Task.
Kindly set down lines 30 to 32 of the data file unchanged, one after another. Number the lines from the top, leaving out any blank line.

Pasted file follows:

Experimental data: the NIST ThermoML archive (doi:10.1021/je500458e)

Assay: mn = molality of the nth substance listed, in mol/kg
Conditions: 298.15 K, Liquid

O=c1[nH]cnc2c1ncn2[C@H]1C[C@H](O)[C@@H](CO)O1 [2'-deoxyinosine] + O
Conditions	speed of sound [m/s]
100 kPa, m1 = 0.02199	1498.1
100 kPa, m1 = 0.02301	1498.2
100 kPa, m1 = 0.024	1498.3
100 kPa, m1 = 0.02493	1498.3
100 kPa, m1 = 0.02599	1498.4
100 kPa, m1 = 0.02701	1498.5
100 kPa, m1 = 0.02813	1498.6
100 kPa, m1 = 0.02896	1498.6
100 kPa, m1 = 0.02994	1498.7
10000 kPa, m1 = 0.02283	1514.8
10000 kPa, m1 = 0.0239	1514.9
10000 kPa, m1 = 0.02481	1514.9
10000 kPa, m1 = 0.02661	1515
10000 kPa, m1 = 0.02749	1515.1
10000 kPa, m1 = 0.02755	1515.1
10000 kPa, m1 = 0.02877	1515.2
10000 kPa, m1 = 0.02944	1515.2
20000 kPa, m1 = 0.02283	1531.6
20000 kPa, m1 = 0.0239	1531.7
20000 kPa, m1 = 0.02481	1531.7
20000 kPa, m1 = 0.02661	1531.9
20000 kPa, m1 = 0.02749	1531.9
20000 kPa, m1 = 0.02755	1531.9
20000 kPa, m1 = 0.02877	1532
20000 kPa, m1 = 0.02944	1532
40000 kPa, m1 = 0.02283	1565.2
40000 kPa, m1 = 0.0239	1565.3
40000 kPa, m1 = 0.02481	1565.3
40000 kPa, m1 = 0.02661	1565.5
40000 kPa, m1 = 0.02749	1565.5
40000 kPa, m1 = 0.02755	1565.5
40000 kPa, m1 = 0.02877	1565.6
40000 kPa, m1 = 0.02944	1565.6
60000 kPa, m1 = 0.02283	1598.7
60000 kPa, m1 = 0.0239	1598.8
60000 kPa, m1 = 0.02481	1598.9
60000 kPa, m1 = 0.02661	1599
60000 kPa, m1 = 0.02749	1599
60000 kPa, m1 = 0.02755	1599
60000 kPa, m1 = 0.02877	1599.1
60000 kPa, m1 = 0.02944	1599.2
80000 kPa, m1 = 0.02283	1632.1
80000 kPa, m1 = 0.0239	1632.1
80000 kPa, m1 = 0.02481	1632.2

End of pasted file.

20000 kPa, m1 = 0.02944	1532
40000 kPa, m1 = 0.02283	1565.2
40000 kPa, m1 = 0.0239	1565.3